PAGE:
Their regular trading fee, however, is $28.95 per purchase or sale made using their online investing site or mobile application. (It costs more than that if you phone them and verbally tell them which trade you want to make.)

Questrade charges $4.95 per regular trade, up to a maximum of $9.95 per trade based on a fee of $0.01share.

That makes it sound like RBC Direct Investing’s price is too high for a low balance RRSP account. But it depends on what type of investor holds the account.

For Low Stock Trading Volume Low Balance Accounts RBC Direct Investing is Best from a Fee View

At Directing Investing if the investor intends to buy only one stock per year, their total fee is ($0 setup fee) + ($0 annual fee for a low balance account) + ($0 inactivity fee) + ($28.95 $9.95 one commissionable trade) = $9.95 28.95 per year.

At Questrade, the investor who buys only one stock per year pays a total fee of ($0 setup fee) + ($0 annual fee for a low balance account) + ($67.63 inactivity fee) + ($4.95 one commissionable trade) = $72.58 per year.

That assumes the Questrade investor is 26 years of age or older and that the account balance is less than $5000.

Conclusion: For an investor with a low balance RRSP account who does not want to trade frequently, the RBC Direct Investing account is probably the best.

For High Stock Trading Volume Low Balance Accounts Questrade is Best from a Fee View

If the investor wants to make many stock trades, however, a Questrade account makes more sense. By making one trade per quarter, the Questrade account becomes a non-annual fee account. Also, at $4.95 per stock trade, the trading commissions would be lower.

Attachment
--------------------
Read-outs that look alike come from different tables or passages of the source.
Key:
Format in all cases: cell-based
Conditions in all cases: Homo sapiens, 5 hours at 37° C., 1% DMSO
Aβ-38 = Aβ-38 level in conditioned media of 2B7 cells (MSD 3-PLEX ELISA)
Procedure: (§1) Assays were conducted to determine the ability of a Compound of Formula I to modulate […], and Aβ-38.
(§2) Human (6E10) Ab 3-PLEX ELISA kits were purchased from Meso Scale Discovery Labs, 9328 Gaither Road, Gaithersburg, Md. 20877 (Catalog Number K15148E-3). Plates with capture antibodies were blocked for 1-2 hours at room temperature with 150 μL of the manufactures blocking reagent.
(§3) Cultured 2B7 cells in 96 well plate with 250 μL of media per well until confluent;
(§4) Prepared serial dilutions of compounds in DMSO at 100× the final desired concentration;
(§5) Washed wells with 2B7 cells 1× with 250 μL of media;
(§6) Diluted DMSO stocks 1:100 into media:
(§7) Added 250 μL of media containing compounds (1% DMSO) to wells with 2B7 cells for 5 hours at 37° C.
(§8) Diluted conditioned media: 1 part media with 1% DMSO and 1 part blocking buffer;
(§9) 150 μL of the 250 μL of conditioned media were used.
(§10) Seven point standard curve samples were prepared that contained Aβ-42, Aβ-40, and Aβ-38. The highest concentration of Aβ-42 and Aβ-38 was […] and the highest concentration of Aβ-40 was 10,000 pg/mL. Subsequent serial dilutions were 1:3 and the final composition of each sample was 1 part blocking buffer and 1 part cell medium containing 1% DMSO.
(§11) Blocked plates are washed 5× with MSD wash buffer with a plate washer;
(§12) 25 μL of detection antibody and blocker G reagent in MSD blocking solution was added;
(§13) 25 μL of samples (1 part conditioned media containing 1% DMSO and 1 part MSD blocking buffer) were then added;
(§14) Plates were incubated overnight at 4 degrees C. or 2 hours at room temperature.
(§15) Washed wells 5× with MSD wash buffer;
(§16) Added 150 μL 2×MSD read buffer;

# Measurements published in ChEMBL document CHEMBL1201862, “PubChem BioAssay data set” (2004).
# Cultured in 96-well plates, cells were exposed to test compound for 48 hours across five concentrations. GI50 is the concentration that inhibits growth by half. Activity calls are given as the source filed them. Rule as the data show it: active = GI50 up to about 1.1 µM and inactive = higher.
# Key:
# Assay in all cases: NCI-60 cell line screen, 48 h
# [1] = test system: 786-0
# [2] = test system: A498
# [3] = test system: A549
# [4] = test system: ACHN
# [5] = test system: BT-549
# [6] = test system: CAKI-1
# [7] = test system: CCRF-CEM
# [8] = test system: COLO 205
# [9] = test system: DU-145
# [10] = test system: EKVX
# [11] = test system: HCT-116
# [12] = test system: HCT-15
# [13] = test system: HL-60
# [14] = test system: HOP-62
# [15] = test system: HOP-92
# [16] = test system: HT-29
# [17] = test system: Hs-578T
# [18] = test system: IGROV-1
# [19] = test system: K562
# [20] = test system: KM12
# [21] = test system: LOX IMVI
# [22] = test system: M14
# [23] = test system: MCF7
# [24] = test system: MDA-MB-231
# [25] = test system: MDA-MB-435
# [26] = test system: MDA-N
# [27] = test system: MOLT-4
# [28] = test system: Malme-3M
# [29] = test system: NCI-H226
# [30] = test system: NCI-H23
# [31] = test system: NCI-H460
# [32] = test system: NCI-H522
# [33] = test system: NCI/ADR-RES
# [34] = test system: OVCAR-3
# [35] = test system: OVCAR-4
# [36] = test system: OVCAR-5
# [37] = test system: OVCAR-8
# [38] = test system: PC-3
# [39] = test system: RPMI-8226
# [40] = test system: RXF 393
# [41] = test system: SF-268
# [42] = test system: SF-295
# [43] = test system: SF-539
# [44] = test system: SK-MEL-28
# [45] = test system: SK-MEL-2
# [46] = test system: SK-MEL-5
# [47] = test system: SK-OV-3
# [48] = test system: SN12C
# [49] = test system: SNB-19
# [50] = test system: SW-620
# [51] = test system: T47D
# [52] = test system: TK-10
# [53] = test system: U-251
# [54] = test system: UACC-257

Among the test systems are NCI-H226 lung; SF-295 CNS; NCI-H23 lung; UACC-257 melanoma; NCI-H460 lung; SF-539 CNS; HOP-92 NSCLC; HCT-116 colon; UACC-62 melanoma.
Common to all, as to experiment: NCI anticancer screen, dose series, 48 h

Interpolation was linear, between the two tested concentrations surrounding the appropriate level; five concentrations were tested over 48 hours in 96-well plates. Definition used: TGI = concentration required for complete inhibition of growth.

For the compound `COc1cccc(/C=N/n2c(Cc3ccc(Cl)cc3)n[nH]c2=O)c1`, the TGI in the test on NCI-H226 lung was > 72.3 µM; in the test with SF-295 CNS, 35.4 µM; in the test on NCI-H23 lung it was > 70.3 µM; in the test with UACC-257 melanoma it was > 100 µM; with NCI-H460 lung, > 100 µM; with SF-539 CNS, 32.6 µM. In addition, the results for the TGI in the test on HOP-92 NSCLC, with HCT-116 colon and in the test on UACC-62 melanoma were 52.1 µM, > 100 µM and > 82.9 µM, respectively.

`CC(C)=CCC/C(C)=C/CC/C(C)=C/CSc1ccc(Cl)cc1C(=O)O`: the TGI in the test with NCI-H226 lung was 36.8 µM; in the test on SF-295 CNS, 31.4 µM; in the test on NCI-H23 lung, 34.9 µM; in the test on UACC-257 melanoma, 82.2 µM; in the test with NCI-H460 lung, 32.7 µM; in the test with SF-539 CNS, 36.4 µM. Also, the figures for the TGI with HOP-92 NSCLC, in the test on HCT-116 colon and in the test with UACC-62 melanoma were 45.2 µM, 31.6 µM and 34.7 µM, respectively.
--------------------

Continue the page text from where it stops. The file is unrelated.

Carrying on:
For an ETF Only Low Balance Account a Questrade Account is Best from a Fee View

ETF purchases made through Questrade are free. (It costs the usual commission to sell ETFs.) ETF purchases and sales through Direct Investing accounts with low balances cost $9.95 28.95 each.

ETF purchases at Questrade, however, do not count as commissionable trades and do not stop the inactivity fee from applying.

If the investor is only making a single ETF purchase and no sales for the year, then the RBC Direct Investing account still costs less in fees.

However, if the investor wishes to make multiple ETF purchases throughout the year, the Questrade account will cost less. The breakeven point is about 9 [4] purchases. (Questrade’s $90.17 annual inactivity fee divided by Direct Investing’s $9.95 28.95 ETF purchase fee.)

Why Would RBC Direct Investing Offer Such a Deal on RRSP Self Directed Accounts?

In the short term, Direct Investing will make a bit of money off any cash balance in your RRSP account caused by the direct monthly contributions not getting immediately invested. Direct Investing does not pay interest on cash balances in RRSP accounts.

In the longer term, Direct Investing is trying to bring you in as a new long-term customer. They consider that benefit sufficient to outweigh the loss of a $100 annual fee.

Buyer Beware!
Banks and brokerages change their fees often. Before opening an account, phone the brokerage and confirm that these fees and conditions are still applicable.

Sources of Information

  • Questrade http://www.questrade.com/trading/registered_accounts_rrsp.aspx
  • RBC http://www.rbcdirectinvesting.com/commissions-fees-schedule.html#fees

Related Reading

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Have you tried setting up an account with RBC Direct Investing? Did it go well? Do you see other ways RBC Direct Investing will gain by offering this option to new customers? Please share your experiences with a comment.